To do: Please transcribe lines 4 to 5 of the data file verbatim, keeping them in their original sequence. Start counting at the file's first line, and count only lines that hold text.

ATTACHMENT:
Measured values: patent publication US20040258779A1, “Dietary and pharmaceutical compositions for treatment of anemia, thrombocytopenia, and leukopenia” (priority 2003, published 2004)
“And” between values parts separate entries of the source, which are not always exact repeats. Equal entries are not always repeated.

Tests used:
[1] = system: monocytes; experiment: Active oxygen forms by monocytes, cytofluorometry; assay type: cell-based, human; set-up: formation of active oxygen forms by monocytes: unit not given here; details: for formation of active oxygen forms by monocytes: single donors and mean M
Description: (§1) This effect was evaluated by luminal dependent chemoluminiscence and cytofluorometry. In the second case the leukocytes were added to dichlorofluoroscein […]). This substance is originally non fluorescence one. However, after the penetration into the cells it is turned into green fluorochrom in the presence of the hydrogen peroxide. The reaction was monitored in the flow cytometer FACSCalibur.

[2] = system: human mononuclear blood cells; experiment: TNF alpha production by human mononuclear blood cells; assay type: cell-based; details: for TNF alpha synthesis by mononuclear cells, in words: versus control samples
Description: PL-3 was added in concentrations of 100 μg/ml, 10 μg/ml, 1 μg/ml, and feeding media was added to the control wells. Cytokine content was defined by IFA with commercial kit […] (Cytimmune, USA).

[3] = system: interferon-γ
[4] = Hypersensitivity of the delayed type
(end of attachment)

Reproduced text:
[1] = system: monocytes; experiment: Active oxygen forms by monocytes, cytofluorometry; assay type: cell-based, human; set-up: formation of active oxygen forms by monocytes: unit not given here; details: for formation of active oxygen forms by monocytes: single donors and mean M
Description: (§1) This effect was evaluated by luminal dependent chemoluminiscence and cytofluorometry. In the second case the leukocytes were added to dichlorofluoroscein […]). This substance is originally non fluorescence one. However, after the penetration into the cells it is turned into green fluorochrom in the presence of the hydrogen peroxide. The reaction was monitored in the flow cytometer FACSCalibur.